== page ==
Number Line

Appendix C

Name: __________________

Using your fraction strips, find equivalent fractions for each fraction listed below and write the fraction in the next box. There definitely is always more than one.







Appendix D

Name: __________________

Use your fraction strips to partition each number line with the given fractions. Record all of the equivalent fractions you discover.

1/2 and 1/4

1/3 and 1/6

Appendix E

Ten Essential Strategies for Supporting Fraction Sense

Strategy 1: Provide opportunities for students to work with irregularly partitioned and unpartitioned, areas, lengths, and number lines.

Strategy 2: Provide opportunities for students to investigate, assess, and refine mathematical “rules” and generalizations.

Strategy 3: Provide opportunities for students to recognize equivalent fractions as different ways to name to same quantity.

Strategy 4: Provide opportunities for students to work with changing units.

Strategy 5: Provide opportunities for students to develop their understanding of the importance of context in fraction comparison tasks.

Strategy 6: Provide opportunities for students to translate between fraction and decimal notation.

Strategy7: Provide opportunities for students to translate between different fraction representations.

Strategy 8: Provide students with multiple strategies for comparing and reasoning about fractions.

Strategy 9: Provide opportunities for students to engage in mathematical discourse and share and discuss their mathematical ideas, even those that may not be fully formed or completely accurate.

Strategy 10: Provide opportunities for students to build on their reasoning and sense making skills about fractions by working with a variety of manipulatives and tools, such as Cuisenaire rods, Pattern blocks, fraction kits, and ordinary items from their lives.4

Appendix F

Vocabulary list


Definition of term


equal parts





number line


unit fraction







equal to =

less than ˂

more than ˃

half/ halves



area model


common denominator

common numerator

Appendix G







Appendix H

Math Problem Solving Circles

Create student groups of 3 to 4 students. Present the problem and assign jobs.

Jobs: Reporter, Questioner, Strategizer, Reflector


  • Before: Discuss what we know about the problem. What are the variables?
  • After: Reports the group’s solution and reflections to the class.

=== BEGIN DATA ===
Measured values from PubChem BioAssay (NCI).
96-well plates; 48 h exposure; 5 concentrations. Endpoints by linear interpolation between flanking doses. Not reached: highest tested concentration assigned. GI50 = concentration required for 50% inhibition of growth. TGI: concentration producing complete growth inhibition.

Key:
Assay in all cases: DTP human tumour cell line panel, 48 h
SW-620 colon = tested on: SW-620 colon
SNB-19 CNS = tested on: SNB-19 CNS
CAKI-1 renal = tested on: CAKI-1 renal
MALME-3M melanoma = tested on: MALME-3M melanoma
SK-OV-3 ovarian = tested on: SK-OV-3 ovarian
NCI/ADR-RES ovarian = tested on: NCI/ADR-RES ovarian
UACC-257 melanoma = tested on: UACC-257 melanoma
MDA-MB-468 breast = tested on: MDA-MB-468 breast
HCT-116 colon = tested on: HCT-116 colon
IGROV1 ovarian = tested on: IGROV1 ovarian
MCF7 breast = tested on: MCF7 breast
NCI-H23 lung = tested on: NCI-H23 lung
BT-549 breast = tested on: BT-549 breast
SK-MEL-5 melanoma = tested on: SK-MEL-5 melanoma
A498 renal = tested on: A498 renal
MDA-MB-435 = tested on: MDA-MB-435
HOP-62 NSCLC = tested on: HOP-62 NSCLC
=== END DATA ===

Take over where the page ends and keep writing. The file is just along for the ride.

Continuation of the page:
• Before: Discuss what the problem is asking, what needs to be solved. Do you need any more information?
  • After: Lead discussion in group, does our answer makes sense? Did we answer the question that was asked?


  • Before: What strategies would you use for this problem? Discuss what other problems you have solved before that remind you of this problem. What strategies were successful?


  • Before: Discuss your thoughts about the plan you have set up? Will this plan help you find the answer? Why or why not?
  • After: What have we learned? How can we use this information is again?


Read the problem to the group.

Before you solve: Begin to discuss what you know about the problem. Talk about the math facts that you see in the problem. Do you understand the problem?

After you solve: Report the group’s solution and reflections to the class.


Before you solve: After reading the problem, lead the discussion about what the problem is asking you to solve. Do you need any more information? What units will your answer use? Do you understand the problem?

After you solve: Lead discussion in group, does our answer makes sense? Did we answer the question that was asked?


Before you solve: Lead the discussion, does this look like other problems?  Begin to list which strategies may work for this problem. Which strategies would work best for this problem?


Before you solve: Does our plan make sense? What could go wrong?

After you solve: What have we learned? How can we use this information is again?